Amanda Hahn is a researcher at the University of Glasgow's "Face Research Lab," directed by psychologists Lisa DeBruine and Benedict Jones. (On their websit... Read more »

  • March 6, 2015
  • 08:55 AM
  • 109 views

By age three, girls already show a preference for thin people

by BPS Research Digest in BPS Research Digest

These days it's hard to avoid the message that thin is best. From advertising billboards to the Oscar red carpet, we are inundated with images of successful ultra-thin women.Past research has already shown that this ideal is filtering through to our children, even preschoolers. But before now, there has been little study of just how early pro-thin bias (and prejudice against fat people) appears, and how it develops with age.Jennifer Harriger tested 102 girls from the South Western US, aged betwe........ Read more »

  • March 6, 2015
  • 05:20 AM
  • 140 views

Hypovitaminosis D is frequent in Down's syndrome

by Paul Whiteley in Questioning Answers

"Hypovitaminosis D is very frequent in DS [Down's syndrome] subjects, in particular in presence of obesity and autoimmune diseases."That was the conclusion reached in the study by Stefano Stagi and colleagues [1] (open-access here) based on an analysis of their small participant group diagnosed with Down's syndrome looking at vitamin D status among other things. The comment about obesity potentially exacerbating vitamin D deficiency ties in well with another paper independent........ Read more »

Stagi S, Lapi E, Romano S, Bargiacchi S, Brambilla A, Giglio S, Seminara S, & de Martino M. (2015) Determinants of vitamin d levels in children and adolescents with down syndrome. International journal of endocrinology, 896758. PMID: 25685147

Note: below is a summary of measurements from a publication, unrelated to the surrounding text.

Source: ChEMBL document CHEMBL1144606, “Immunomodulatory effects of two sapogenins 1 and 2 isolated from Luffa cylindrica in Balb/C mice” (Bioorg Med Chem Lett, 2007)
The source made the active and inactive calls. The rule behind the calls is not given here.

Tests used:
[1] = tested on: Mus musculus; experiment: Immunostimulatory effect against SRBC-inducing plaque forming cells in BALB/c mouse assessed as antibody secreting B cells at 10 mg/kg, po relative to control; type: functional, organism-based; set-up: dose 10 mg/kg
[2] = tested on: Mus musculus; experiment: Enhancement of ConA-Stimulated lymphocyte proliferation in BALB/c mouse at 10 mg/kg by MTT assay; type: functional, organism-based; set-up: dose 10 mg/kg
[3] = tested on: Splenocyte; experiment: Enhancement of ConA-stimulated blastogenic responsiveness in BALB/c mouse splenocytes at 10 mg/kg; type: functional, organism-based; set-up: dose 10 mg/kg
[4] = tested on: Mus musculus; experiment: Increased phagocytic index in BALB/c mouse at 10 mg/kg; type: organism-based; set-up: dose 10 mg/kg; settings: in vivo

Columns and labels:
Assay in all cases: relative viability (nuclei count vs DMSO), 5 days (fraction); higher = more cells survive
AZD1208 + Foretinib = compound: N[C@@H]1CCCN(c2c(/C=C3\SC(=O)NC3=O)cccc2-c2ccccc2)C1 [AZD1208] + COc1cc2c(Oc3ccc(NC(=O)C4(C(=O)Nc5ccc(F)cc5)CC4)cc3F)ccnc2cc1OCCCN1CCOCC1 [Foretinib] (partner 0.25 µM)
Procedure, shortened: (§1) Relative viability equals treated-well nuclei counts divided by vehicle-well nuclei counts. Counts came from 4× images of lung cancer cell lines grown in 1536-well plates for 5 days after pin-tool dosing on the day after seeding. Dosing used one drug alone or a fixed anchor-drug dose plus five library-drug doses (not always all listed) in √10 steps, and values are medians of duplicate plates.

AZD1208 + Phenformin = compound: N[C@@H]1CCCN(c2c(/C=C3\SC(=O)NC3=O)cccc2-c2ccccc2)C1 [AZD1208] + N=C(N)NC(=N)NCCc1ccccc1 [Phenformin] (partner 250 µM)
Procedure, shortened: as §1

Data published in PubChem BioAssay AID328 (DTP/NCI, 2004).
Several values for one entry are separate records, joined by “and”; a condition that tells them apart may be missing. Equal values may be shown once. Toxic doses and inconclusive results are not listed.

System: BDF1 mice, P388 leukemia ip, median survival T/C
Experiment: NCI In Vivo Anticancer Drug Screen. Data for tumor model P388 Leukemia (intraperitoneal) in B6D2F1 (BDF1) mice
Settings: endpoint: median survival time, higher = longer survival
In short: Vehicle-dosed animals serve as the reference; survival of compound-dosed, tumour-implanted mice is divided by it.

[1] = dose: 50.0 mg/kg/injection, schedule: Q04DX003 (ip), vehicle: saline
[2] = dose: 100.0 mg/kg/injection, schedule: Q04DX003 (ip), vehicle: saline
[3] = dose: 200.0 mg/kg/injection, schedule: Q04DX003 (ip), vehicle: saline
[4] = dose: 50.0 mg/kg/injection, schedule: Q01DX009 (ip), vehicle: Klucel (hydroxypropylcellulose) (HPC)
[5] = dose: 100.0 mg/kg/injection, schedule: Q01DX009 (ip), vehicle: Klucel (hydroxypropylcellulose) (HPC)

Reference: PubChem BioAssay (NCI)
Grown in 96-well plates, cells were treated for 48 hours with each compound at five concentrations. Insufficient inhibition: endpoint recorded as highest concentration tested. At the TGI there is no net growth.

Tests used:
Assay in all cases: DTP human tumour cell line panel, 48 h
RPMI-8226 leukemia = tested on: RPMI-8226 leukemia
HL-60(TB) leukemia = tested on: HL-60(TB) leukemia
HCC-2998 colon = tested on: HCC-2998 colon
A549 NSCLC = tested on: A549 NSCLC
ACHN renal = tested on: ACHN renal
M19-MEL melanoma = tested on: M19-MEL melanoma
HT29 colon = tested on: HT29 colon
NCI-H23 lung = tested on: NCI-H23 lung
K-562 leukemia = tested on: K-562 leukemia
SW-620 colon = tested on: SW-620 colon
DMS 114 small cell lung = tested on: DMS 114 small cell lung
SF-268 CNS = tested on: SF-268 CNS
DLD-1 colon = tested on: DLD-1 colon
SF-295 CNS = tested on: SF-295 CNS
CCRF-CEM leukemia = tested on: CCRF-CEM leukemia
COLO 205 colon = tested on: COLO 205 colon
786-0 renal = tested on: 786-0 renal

• March 5, 2015
  • 10:11 AM
  • 162 views

Does Thinking About God Increase Our Willingness to Make Risky Decisions?

by Jalees Rehman in Fragments of Truth

Daniella Kupor and her colleagues at Stanford University have recently published the paper "Anticipating Divine Protection? Reminders of God Can Increase Nonmoral Risk Taking" which takes a new look at the link between invoking the name of God and risky behaviors. The researchers hypothesized that reminders of God may have opposite effects on varying types of risk-taking behavior. For example, risk-taking behavior that is deemed ‘immoral' such as taking sexual risks or chea........ Read more »

  • March 5, 2015
  • 07:52 AM
  • 106 views

The psychology of female serial killers

by BPS Research Digest in BPS Research Digest

There is a mistaken cultural assumption, say Marissa Harrison and her colleagues, that women are, by their nature, incapable of being serial killers – defined here as murderers of three or more victims, spaced out with at least a week between killings.This misconception, the psychologists warn, is a "deadly mistake". They point out that one in six serial killers are female. Their crimes tend to go undetected for longer than their male counterparts, likely in part because "our culture is in den........ Read more »

Harrison, M., Murphy, E., Ho, L., Bowers, T., & Flaherty, C. (2015) Female serial killers in the United States: means, motives, and makings. The Journal of Forensic Psychiatry , 1-24. DOI: 10.1080/14789949.2015.1007516  

  • March 5, 2015
  • 06:39 AM
  • 153 views

Autism, heritability and 'proof of principle' genomic biomarkers

by Paul Whiteley in Questioning Answers

JAMA Psychiatry published a number of interesting articles recently, some of which have grabbed media headlines. "Autism is largely down to genes, twin study suggests" went the BBC headline covering the paper by Emma Colvert and colleagues [1] who, based on an analysis of twin pairs as part of TEDS (Twins Early Development Study), concluded that: "The liability to ASD [autism spectrum disorder] and a more broadly defined high-level autism trait phenotype in this large population-based ........ Read more »